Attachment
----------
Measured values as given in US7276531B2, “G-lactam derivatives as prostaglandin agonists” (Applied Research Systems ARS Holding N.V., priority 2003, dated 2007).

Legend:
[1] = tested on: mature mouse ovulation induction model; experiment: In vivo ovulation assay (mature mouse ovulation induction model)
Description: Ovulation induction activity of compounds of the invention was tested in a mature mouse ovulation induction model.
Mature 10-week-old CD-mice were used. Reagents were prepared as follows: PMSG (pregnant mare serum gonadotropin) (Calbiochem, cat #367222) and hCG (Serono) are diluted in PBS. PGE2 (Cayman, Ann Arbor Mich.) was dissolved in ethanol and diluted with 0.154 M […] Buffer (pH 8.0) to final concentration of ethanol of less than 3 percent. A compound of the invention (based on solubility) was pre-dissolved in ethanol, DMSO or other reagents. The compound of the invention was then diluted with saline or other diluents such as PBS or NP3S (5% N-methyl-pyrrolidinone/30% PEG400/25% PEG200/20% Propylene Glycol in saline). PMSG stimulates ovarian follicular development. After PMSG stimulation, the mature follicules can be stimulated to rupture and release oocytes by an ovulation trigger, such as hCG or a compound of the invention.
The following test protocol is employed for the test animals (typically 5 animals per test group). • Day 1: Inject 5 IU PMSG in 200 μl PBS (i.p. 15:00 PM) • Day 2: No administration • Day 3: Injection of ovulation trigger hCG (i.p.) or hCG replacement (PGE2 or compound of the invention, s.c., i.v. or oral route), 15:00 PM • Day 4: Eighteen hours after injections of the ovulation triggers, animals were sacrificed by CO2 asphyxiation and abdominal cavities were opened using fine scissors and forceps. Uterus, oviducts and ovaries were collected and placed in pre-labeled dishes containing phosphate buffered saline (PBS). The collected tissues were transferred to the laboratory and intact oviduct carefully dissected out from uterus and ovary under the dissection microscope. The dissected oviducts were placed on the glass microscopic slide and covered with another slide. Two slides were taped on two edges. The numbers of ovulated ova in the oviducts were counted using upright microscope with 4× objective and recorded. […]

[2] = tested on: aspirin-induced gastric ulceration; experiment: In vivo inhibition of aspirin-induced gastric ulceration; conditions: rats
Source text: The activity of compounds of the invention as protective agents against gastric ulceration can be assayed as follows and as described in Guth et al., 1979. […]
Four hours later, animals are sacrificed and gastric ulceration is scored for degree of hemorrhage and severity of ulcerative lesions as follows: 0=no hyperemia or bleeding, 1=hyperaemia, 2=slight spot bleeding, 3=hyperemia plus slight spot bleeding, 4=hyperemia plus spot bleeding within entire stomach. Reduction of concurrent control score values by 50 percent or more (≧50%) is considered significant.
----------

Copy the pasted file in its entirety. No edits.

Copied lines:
Measured values as given in US7276531B2, “G-lactam derivatives as prostaglandin agonists” (Applied Research Systems ARS Holding N.V., priority 2003, dated 2007).

Legend:
[1] = tested on: mature mouse ovulation induction model; experiment: In vivo ovulation assay (mature mouse ovulation induction model)
Description: Ovulation induction activity of compounds of the invention was tested in a mature mouse ovulation induction model.
Mature 10-week-old CD-mice were used. Reagents were prepared as follows: PMSG (pregnant mare serum gonadotropin) (Calbiochem, cat #367222) and hCG (Serono) are diluted in PBS. PGE2 (Cayman, Ann Arbor Mich.) was dissolved in ethanol and diluted with 0.154 M […] Buffer (pH 8.0) to final concentration of ethanol of less than 3 percent. A compound of the invention (based on solubility) was pre-dissolved in ethanol, DMSO or other reagents. The compound of the invention was then diluted with saline or other diluents such as PBS or NP3S (5% N-methyl-pyrrolidinone/30% PEG400/25% PEG200/20% Propylene Glycol in saline). PMSG stimulates ovarian follicular development. After PMSG stimulation, the mature follicules can be stimulated to rupture and release oocytes by an ovulation trigger, such as hCG or a compound of the invention.
The following test protocol is employed for the test animals (typically 5 animals per test group). • Day 1: Inject 5 IU PMSG in 200 μl PBS (i.p. 15:00 PM) • Day 2: No administration • Day 3: Injection of ovulation trigger hCG (i.p.) or hCG replacement (PGE2 or compound of the invention, s.c., i.v. or oral route), 15:00 PM • Day 4: Eighteen hours after injections of the ovulation triggers, animals were sacrificed by CO2 asphyxiation and abdominal cavities were opened using fine scissors and forceps. Uterus, oviducts and ovaries were collected and placed in pre-labeled dishes containing phosphate buffered saline (PBS). The collected tissues were transferred to the laboratory and intact oviduct carefully dissected out from uterus and ovary under the dissection microscope. The dissected oviducts were placed on the glass microscopic slide and covered with another slide. Two slides were taped on two edges. The numbers of ovulated ova in the oviducts were counted using upright microscope with 4× objective and recorded. […]

[2] = tested on: aspirin-induced gastric ulceration; experiment: In vivo inhibition of aspirin-induced gastric ulceration; conditions: rats
Source text: The activity of compounds of the invention as protective agents against gastric ulceration can be assayed as follows and as described in Guth et al., 1979. […]
Four hours later, animals are sacrificed and gastric ulceration is scored for degree of hemorrhage and severity of ulcerative lesions as follows: 0=no hyperemia or bleeding, 1=hyperaemia, 2=slight spot bleeding, 3=hyperemia plus slight spot bleeding, 4=hyperemia plus spot bleeding within entire stomach. Reduction of concurrent control score values by 50 percent or more (≧50%) is considered significant.